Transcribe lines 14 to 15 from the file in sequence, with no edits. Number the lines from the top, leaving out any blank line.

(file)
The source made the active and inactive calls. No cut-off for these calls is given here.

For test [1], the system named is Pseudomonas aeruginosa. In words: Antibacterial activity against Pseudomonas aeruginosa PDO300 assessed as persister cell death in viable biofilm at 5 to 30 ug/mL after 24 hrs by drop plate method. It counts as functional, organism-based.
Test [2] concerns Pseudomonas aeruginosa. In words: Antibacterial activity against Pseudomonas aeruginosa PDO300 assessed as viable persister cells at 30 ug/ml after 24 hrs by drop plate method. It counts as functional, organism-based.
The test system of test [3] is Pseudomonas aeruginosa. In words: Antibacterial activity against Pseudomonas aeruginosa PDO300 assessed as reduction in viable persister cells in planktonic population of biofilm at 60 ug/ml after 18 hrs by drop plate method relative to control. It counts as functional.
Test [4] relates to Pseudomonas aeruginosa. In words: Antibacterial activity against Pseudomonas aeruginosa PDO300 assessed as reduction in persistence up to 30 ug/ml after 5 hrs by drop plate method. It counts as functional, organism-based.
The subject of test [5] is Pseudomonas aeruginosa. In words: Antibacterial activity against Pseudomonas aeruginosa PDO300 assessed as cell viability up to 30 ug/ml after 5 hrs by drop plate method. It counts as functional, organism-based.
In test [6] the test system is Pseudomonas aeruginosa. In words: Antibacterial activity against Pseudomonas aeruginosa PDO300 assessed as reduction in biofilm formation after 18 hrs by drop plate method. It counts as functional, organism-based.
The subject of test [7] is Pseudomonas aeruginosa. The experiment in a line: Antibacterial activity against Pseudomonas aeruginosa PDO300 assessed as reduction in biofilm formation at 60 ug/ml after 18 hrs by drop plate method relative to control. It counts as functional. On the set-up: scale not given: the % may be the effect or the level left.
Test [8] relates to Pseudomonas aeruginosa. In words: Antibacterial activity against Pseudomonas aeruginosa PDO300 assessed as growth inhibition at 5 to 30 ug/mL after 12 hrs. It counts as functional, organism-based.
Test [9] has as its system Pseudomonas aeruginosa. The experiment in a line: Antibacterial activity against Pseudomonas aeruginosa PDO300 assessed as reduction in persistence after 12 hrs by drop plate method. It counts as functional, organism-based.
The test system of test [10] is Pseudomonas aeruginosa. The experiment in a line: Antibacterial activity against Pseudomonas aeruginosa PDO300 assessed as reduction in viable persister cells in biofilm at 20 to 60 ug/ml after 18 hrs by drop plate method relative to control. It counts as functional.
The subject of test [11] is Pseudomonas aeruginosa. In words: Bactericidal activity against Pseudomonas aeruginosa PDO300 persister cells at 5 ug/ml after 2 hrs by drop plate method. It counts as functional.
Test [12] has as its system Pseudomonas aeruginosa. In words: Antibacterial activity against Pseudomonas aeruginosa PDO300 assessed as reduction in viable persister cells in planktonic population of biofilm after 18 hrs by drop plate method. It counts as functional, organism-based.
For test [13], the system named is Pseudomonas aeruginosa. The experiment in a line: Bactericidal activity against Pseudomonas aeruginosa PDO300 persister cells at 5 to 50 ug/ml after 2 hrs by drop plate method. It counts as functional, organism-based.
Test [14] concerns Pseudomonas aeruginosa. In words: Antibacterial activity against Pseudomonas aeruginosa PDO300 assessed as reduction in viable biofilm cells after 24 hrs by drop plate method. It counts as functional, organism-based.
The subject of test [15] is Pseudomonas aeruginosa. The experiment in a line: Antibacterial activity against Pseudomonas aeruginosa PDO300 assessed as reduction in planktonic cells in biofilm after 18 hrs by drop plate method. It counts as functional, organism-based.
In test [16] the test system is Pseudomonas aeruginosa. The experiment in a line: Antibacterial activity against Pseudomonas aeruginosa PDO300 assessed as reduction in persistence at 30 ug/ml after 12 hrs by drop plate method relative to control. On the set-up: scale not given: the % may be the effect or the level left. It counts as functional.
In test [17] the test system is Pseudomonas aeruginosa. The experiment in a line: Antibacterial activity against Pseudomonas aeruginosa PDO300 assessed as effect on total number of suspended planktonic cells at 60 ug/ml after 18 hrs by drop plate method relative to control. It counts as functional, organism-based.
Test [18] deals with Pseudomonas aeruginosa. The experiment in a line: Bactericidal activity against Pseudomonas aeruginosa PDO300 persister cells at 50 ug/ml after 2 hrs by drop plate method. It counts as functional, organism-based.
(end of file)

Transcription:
For test [13], the system named is Pseudomonas aeruginosa. The experiment in a line: Bactericidal activity against Pseudomonas aeruginosa PDO300 persister cells at 5 to 50 ug/ml after 2 hrs by drop plate method. It counts as functional, organism-based.
Test [14] concerns Pseudomonas aeruginosa. In words: Antibacterial activity against Pseudomonas aeruginosa PDO300 assessed as reduction in viable biofilm cells after 24 hrs by drop plate method. It counts as functional, organism-based.